In my experience working in and with police agencies, criminal intelligence is the data they are most willing to share if they can do so legally.
“Digital transformation” is the buzzword inside government agencies worldwide. It’s fundamental to their efforts to use digital technologies to both improve the delivery of services to citizens and increase the efficiency of their internal organisations.
But digital government is about far more than simply putting current citizen services online. It involves fresh thinking about what services are delivered to people – and how – and may require current services to be offered in new ways, or being able to deliver new services that were previously not possible – particularly by working with other agencies to streamline services and remove red tape.
Fundamental to this is the concept of “joined up government”, where departments and agencies communicate efficiently with each other and act together for a common purpose. While technology is key to enabling this data sharing, more importantly it requires a fundamental cultural change.
But achieving this cultural change is challenging.
The New Zealand Government recently introduced Smart Start, an integrated digital service operating across multiple agencies including the Ministry of Social Development, Internal Affairs, Ministry of Health, Inland Revenue, Plunket and NZ Midwives. The initiative makes it easy for parents to see what they need to do before and after their baby arrives, keep track of developmental progress, monitor healthcare, register births and update their Working for Families application. It has proved very popular with new and expectant parents, and data is only shared between agencies after they have given consent.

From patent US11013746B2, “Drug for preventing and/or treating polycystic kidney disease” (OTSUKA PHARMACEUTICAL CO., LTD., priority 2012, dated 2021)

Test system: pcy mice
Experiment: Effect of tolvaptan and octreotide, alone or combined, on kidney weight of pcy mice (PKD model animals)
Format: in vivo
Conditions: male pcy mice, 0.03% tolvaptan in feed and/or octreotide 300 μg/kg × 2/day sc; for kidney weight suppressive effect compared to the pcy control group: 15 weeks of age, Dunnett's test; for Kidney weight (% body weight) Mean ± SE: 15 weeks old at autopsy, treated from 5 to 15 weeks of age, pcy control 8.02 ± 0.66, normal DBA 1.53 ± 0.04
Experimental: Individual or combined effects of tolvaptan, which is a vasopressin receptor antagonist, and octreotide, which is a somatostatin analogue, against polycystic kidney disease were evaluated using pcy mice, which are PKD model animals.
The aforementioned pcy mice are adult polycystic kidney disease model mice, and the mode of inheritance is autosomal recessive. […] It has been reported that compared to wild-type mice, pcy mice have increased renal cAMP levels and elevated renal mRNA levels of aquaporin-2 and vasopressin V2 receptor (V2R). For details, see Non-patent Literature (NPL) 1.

The latter point is critical: government operates at different levels, and local, national and individual agencies have very specific charters about what they are responsible for and those to whom they are accountable. This is not a structure that naturally promotes the exchange of information. There is a fear of losing control of data and for some a perception of not receiving due recognition or attribution of their contribution.
Unisys has conducted research into the feasibility band acceptability of sharing information by government agencies. At a recent Security Summit, attended by senior representatives from a number of New Zealand and Australian police, customs and border security agencies, we polled delegates to find out how they felt about sharing data across agencies.